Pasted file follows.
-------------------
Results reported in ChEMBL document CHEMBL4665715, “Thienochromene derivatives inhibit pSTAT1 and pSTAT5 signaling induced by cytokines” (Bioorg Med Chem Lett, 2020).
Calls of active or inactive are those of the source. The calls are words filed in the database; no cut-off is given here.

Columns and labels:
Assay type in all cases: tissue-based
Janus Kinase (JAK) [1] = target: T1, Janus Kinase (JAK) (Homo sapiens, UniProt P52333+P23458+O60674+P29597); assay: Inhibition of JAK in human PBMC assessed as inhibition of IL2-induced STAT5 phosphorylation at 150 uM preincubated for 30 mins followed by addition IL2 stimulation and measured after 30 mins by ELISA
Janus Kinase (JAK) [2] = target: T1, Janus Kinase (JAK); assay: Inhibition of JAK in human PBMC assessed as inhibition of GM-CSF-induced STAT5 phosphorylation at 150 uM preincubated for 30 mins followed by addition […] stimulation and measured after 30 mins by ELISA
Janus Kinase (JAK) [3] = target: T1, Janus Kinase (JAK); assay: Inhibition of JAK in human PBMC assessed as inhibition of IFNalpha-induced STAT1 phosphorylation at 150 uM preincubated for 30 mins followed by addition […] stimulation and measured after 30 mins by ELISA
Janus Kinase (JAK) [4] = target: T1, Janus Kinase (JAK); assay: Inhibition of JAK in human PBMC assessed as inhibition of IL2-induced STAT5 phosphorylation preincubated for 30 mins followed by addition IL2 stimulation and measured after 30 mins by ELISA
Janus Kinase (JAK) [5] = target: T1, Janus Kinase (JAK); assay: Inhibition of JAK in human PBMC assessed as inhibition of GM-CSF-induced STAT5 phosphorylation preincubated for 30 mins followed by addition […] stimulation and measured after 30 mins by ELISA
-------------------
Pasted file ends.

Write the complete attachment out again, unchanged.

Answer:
Results reported in ChEMBL document CHEMBL4665715, “Thienochromene derivatives inhibit pSTAT1 and pSTAT5 signaling induced by cytokines” (Bioorg Med Chem Lett, 2020).
Calls of active or inactive are those of the source. The calls are words filed in the database; no cut-off is given here.

Columns and labels:
Assay type in all cases: tissue-based
Janus Kinase (JAK) [1] = target: T1, Janus Kinase (JAK) (Homo sapiens, UniProt P52333+P23458+O60674+P29597); assay: Inhibition of JAK in human PBMC assessed as inhibition of IL2-induced STAT5 phosphorylation at 150 uM preincubated for 30 mins followed by addition IL2 stimulation and measured after 30 mins by ELISA
Janus Kinase (JAK) [2] = target: T1, Janus Kinase (JAK); assay: Inhibition of JAK in human PBMC assessed as inhibition of GM-CSF-induced STAT5 phosphorylation at 150 uM preincubated for 30 mins followed by addition […] stimulation and measured after 30 mins by ELISA
Janus Kinase (JAK) [3] = target: T1, Janus Kinase (JAK); assay: Inhibition of JAK in human PBMC assessed as inhibition of IFNalpha-induced STAT1 phosphorylation at 150 uM preincubated for 30 mins followed by addition […] stimulation and measured after 30 mins by ELISA
Janus Kinase (JAK) [4] = target: T1, Janus Kinase (JAK); assay: Inhibition of JAK in human PBMC assessed as inhibition of IL2-induced STAT5 phosphorylation preincubated for 30 mins followed by addition IL2 stimulation and measured after 30 mins by ELISA
Janus Kinase (JAK) [5] = target: T1, Janus Kinase (JAK); assay: Inhibition of JAK in human PBMC assessed as inhibition of GM-CSF-induced STAT5 phosphorylation preincubated for 30 mins followed by addition […] stimulation and measured after 30 mins by ELISA